Can you imagine not having water access from a tap in your home? For Mila, and more than half of all South African households, this is a reality. She shares a communal tap with more than 100 other people. The space around the tap used to be muddy and littered, and often, she would arrive to find that the tap was broken. Her children were repeatedly sick from playing in the dirt while she queued. Sometimes, the water leaked out of the tap and into the house down-slope. The tap frequently had no water during the day and Mila would have to wait until late at night to walk the dangerous route home, loaded with heavy, 25 kg buckets.
Now, Mila’s world has changed.
Her community transformed the tap into an Emthonjeni. Each day, she relishes the hour or so she spends there. For her, the tap is a place of gathering and chatter. The water from the tap is clean and healthy. While Mila does her laundry, her youngest child attends the play school, where he learns how to count and clean his hands through playing with friends. There is never a quiet moment. Friends and families gather in the sunshine, sitting out on the benches to chat and play cards. If there is ever a problem with the water supply, a locally trained maintenance team are on call to repair it, and Mila has joined the local Neighbourhood Watch who help to keep the Emthonjeni and walkways safe. She loves the leafy shade provided by the tree planted there, and that she can speak to her friends over her work.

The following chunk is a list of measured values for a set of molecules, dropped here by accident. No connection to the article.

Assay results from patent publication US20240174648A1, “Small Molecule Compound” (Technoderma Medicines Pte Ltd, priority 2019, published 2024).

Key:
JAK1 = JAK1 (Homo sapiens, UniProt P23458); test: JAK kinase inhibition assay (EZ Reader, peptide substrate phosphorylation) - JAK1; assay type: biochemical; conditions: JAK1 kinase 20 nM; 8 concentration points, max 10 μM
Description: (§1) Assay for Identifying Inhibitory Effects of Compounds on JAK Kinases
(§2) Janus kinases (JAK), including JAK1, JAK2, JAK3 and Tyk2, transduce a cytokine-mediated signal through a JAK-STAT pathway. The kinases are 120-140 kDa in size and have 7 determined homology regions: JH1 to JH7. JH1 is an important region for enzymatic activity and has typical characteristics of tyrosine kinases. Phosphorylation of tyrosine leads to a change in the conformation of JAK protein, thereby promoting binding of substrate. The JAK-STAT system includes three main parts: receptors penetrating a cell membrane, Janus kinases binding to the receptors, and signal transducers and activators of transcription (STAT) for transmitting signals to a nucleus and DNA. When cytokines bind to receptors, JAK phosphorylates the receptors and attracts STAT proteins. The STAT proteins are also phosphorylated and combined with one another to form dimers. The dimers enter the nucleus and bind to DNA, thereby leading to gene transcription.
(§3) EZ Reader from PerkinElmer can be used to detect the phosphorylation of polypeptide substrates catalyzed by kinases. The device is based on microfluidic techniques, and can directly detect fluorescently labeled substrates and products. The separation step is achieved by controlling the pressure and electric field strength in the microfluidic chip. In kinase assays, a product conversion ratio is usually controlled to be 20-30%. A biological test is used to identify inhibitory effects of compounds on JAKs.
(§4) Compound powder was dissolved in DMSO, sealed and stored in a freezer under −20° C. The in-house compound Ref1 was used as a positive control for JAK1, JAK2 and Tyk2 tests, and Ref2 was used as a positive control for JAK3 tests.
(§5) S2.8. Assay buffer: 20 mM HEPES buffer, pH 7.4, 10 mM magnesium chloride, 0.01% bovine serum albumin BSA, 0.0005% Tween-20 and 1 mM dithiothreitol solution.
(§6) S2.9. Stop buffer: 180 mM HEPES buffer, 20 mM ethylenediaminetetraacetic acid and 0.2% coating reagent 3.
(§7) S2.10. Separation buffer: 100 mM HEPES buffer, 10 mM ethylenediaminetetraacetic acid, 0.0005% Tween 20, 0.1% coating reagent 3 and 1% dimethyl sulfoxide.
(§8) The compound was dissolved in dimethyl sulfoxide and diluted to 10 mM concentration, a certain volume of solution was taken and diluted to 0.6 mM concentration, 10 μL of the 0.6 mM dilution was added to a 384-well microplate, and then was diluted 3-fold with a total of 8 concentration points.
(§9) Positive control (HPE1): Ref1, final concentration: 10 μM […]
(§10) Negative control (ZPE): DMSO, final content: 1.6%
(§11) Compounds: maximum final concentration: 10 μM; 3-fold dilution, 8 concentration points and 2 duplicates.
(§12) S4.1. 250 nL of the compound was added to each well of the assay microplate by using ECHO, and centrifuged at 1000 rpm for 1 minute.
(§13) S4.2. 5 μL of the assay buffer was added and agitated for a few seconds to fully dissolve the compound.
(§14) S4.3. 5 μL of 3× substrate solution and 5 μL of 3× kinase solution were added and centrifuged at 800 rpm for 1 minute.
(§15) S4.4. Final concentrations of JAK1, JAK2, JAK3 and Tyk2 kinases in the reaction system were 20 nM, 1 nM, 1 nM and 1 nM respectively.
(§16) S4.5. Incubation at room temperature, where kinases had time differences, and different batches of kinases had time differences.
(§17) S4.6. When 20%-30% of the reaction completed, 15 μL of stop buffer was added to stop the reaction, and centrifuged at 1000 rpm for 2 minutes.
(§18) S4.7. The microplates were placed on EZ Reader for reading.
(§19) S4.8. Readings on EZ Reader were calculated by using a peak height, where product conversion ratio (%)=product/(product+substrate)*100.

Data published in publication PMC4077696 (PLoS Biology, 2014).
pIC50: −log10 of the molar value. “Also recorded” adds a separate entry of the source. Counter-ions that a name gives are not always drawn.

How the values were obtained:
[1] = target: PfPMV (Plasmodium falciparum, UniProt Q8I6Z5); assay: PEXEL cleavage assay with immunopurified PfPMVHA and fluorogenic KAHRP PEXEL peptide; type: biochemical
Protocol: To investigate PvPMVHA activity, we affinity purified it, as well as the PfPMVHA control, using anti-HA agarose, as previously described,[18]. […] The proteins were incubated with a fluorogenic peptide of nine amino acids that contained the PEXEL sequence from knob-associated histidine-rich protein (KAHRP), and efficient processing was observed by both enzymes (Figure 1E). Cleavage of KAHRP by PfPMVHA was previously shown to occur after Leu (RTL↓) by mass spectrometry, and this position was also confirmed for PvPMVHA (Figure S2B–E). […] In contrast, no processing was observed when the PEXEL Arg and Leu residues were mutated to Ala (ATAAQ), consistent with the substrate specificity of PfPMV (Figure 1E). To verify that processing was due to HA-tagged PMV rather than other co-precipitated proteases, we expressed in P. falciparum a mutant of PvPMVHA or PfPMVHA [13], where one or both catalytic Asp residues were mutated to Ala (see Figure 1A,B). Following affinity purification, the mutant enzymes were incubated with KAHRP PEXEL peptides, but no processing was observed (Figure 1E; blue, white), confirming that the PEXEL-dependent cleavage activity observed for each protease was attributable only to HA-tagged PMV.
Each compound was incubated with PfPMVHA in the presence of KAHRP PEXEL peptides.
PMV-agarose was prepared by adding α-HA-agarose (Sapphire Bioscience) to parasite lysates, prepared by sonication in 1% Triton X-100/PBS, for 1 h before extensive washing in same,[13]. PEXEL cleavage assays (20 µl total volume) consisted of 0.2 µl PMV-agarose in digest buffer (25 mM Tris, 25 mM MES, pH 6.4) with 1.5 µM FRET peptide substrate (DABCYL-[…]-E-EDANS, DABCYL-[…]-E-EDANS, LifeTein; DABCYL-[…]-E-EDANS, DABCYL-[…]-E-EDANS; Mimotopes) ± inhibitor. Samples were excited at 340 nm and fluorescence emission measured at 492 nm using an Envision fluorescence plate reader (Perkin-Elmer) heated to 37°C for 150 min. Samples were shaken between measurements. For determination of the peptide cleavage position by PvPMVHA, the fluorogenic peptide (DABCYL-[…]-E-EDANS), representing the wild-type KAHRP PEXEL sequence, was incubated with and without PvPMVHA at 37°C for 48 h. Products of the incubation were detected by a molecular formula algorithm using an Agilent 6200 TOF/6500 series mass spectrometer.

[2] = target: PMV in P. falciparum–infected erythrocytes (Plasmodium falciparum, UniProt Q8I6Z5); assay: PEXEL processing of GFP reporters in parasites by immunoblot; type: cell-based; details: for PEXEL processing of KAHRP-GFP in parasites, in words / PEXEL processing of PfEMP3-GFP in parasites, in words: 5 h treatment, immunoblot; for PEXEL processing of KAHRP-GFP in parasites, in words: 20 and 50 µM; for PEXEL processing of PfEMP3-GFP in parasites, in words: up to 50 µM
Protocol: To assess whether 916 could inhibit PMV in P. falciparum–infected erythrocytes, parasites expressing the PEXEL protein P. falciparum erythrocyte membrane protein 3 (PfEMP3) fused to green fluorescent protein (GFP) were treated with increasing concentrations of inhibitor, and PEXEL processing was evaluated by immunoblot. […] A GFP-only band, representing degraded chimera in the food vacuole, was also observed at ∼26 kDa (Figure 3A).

“The Emthonjeni has turned my chores into a fun activity where I can watch my child and spend time with my friends. It’s the place that our community comes together.”
Story told by Emma Hosking
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